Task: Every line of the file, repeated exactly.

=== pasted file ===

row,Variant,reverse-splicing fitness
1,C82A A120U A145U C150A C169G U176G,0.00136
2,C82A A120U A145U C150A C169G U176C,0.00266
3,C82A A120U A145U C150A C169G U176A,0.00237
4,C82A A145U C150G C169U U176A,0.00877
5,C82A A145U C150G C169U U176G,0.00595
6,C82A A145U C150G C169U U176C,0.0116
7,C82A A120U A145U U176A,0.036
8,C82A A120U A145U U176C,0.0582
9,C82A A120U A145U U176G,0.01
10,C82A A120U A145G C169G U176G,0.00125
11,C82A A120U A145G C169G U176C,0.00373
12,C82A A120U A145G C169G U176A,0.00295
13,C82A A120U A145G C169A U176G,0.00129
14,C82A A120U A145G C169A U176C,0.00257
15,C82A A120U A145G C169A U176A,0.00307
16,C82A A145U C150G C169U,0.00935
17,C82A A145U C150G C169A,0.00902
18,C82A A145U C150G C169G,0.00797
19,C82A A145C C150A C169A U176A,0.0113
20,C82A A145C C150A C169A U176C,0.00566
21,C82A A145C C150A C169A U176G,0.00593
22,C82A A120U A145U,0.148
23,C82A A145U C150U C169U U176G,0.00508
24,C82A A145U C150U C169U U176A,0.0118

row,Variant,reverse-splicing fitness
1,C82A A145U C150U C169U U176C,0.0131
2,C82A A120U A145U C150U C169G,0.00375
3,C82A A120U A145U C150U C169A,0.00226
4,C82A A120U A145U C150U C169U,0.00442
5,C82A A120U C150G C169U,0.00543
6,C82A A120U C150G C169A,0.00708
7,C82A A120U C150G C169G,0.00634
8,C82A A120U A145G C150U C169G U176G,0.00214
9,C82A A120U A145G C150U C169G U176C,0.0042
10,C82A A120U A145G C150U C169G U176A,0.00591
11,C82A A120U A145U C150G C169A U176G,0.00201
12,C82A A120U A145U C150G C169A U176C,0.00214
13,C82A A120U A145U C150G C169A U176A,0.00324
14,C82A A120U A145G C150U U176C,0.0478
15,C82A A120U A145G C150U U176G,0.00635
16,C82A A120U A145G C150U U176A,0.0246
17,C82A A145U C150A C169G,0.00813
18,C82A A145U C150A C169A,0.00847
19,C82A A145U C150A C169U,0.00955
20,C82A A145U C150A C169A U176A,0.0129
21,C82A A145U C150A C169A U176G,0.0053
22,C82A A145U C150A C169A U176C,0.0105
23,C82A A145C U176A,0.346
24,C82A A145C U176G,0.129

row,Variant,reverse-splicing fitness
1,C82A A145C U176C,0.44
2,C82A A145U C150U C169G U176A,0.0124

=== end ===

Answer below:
row,Variant,reverse-splicing fitness
1,C82A A120U A145U C150A C169G U176G,0.00136
2,C82A A120U A145U C150A C169G U176C,0.00266
3,C82A A120U A145U C150A C169G U176A,0.00237
4,C82A A145U C150G C169U U176A,0.00877
5,C82A A145U C150G C169U U176G,0.00595
6,C82A A145U C150G C169U U176C,0.0116
7,C82A A120U A145U U176A,0.036
8,C82A A120U A145U U176C,0.0582
9,C82A A120U A145U U176G,0.01
10,C82A A120U A145G C169G U176G,0.00125
11,C82A A120U A145G C169G U176C,0.00373
12,C82A A120U A145G C169G U176A,0.00295
13,C82A A120U A145G C169A U176G,0.00129
14,C82A A120U A145G C169A U176C,0.00257
15,C82A A120U A145G C169A U176A,0.00307
16,C82A A145U C150G C169U,0.00935
17,C82A A145U C150G C169A,0.00902
18,C82A A145U C150G C169G,0.00797
19,C82A A145C C150A C169A U176A,0.0113
20,C82A A145C C150A C169A U176C,0.00566
21,C82A A145C C150A C169A U176G,0.00593
22,C82A A120U A145U,0.148
23,C82A A145U C150U C169U U176G,0.00508
24,C82A A145U C150U C169U U176A,0.0118

row,Variant,reverse-splicing fitness
1,C82A A145U C150U C169U U176C,0.0131
2,C82A A120U A145U C150U C169G,0.00375
3,C82A A120U A145U C150U C169A,0.00226
4,C82A A120U A145U C150U C169U,0.00442
5,C82A A120U C150G C169U,0.00543
6,C82A A120U C150G C169A,0.00708
7,C82A A120U C150G C169G,0.00634
8,C82A A120U A145G C150U C169G U176G,0.00214
9,C82A A120U A145G C150U C169G U176C,0.0042
10,C82A A120U A145G C150U C169G U176A,0.00591
11,C82A A120U A145U C150G C169A U176G,0.00201
12,C82A A120U A145U C150G C169A U176C,0.00214
13,C82A A120U A145U C150G C169A U176A,0.00324
14,C82A A120U A145G C150U U176C,0.0478
15,C82A A120U A145G C150U U176G,0.00635
16,C82A A120U A145G C150U U176A,0.0246
17,C82A A145U C150A C169G,0.00813
18,C82A A145U C150A C169A,0.00847
19,C82A A145U C150A C169U,0.00955
20,C82A A145U C150A C169A U176A,0.0129
21,C82A A145U C150A C169A U176G,0.0053
22,C82A A145U C150A C169A U176C,0.0105
23,C82A A145C U176A,0.346
24,C82A A145C U176G,0.129

row,Variant,reverse-splicing fitness
1,C82A A145C U176C,0.44
2,C82A A145U C150U C169G U176A,0.0124